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In this latest edition our Multi Asset Solutions Team look at the challenges investment markets faced in November. Shares experienced their biggest monthly rally in three years fueled by investor hopes that central banks are close to winning their battle with inflation.1

Market Overview

There is growing optimism that the global economy may be heading for a “soft landing”, which is when central banks bring inflation under control without causing a recession, which is defined as two consecutive quarters of negative growth.2

The upswing in markets began on the first day of the month when the US Federal Reserve (Fed), opted to hold interest rates at their current levels rather than raise them. Fed Chair Jerome Powell’s comments were interpreted by investors to mean that interest rate hikes may be drawing to an end, fueling a stock market rally.3

Bond markets also thrived this month. Highly rated bonds issued by governments around the world made their best monthly returns since 19974, while US bonds experienced their best month since the 1980s.5

Despite a dysfunctional October in which bond yields soared to historic highs, thereby driving down their prices because bond prices and yields move in opposite directions, November’s performance was positive enough to drag US bond prices into positive territory for the year overall.6

Not all markets benefitted. Shares in companies based in mainland China were the worst performers among major stock markets this month, with persistent investor concerns hindering performance. This served to only deepen existing difficulties for China’s stock market, as the CSI 300 Index, which tracks the performance of the 300 largest companies listed on the Shanghai and Shenzhen stock exchanges, has fallen for four consecutive months.7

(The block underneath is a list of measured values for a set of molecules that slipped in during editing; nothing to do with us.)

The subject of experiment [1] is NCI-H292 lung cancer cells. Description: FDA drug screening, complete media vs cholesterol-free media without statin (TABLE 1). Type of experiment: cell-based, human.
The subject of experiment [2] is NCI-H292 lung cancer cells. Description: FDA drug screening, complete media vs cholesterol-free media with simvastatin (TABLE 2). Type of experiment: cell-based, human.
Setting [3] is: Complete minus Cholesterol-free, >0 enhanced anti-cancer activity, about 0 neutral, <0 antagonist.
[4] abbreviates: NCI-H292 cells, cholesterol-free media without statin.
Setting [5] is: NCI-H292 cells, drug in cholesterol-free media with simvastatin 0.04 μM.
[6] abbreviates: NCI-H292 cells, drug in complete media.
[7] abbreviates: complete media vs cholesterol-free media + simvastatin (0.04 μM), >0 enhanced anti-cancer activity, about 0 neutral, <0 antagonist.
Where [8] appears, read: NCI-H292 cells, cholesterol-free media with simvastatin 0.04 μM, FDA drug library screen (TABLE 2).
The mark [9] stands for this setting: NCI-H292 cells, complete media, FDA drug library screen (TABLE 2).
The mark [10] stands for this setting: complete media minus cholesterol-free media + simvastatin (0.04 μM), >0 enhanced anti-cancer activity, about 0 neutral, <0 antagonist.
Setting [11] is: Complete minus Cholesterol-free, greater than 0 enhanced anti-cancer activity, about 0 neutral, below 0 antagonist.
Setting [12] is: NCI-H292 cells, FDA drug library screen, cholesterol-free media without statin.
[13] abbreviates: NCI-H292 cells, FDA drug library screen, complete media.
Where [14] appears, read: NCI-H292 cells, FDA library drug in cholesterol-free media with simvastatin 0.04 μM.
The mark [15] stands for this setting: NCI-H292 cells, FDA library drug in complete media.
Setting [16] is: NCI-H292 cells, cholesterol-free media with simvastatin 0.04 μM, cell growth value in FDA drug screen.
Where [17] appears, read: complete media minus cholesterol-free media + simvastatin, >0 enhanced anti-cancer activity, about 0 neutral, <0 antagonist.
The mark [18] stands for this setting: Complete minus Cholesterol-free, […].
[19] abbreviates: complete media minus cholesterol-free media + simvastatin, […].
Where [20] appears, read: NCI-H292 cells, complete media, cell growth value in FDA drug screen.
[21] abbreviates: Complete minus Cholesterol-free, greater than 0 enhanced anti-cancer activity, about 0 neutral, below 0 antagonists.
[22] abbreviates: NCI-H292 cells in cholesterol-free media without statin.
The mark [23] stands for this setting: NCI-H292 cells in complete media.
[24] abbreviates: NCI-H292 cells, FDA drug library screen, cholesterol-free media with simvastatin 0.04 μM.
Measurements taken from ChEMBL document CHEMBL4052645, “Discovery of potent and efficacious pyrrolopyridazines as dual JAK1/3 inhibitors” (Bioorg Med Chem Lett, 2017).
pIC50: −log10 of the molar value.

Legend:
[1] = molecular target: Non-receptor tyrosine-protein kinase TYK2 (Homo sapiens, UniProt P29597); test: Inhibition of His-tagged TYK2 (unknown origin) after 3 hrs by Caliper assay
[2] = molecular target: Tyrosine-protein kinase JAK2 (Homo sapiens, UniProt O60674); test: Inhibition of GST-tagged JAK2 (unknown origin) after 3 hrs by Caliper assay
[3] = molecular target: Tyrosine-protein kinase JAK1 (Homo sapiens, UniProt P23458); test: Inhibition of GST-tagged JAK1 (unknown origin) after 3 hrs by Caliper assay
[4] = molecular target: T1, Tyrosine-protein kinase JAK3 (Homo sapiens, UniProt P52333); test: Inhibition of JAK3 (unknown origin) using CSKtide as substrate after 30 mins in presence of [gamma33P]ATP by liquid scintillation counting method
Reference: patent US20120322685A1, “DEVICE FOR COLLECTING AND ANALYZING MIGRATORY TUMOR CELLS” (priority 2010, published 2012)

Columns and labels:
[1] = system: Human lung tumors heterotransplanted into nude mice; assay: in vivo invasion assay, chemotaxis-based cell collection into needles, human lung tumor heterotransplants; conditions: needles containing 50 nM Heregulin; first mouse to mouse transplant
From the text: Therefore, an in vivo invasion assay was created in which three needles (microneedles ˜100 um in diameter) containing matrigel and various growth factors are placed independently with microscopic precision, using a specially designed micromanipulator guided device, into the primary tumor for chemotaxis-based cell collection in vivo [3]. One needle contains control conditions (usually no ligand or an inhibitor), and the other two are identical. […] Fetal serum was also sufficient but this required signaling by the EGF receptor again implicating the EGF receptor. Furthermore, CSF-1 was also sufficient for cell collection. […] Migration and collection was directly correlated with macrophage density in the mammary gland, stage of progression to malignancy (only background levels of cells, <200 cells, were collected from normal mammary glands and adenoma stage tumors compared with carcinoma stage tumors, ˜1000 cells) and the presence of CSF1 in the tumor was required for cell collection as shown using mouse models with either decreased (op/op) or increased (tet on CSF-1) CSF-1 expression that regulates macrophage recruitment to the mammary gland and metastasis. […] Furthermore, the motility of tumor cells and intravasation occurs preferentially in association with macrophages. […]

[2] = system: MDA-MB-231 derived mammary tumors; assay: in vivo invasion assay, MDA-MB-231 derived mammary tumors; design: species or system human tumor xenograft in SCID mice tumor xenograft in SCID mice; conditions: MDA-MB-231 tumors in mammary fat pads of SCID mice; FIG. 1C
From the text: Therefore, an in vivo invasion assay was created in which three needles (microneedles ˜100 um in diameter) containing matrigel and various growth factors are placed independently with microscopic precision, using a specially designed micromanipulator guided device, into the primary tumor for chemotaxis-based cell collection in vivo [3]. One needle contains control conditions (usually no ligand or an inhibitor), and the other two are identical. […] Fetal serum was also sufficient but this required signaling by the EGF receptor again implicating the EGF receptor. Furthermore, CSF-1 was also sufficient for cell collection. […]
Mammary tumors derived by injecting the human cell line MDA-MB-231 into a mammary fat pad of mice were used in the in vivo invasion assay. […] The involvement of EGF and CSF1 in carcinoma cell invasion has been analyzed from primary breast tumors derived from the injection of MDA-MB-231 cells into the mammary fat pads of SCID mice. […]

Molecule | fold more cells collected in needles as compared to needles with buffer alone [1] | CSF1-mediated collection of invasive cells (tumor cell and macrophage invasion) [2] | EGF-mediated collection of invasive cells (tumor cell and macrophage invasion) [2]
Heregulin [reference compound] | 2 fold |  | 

The Organisation for Economic Cooperation and Development (OECD), a trade body comprised of 38 countries, estimates that global economic growth will slow in 2024 – although not to the point of recession – before accelerating in 2025. However, this forecast depends on central banks successfully balancing their priorities of fighting inflation and enabling growth.8

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UK and Europe

In an interview published near the end of November, the Governor of the Bank of England (BoE), Andrew Bailey, stressed that it is too early to consider interest rate cuts.9 However, signs are emerging that inflation may be being brought under control. Data released in mid-November showed that inflation in October dropped to its lowest level in two years due to cheaper gas and electricity costs, with prices experiencing their steepest monthly decline since 1992.10

A survey of business leaders indicated that the UK private sector returned to growth in November after contracting for three months, thanks to a recovery in the services industry and a less severe decline in the manufacturing sector.11 While data released this month showed that retail sales unexpectedly fell in October, consumer confidence nonetheless improved.12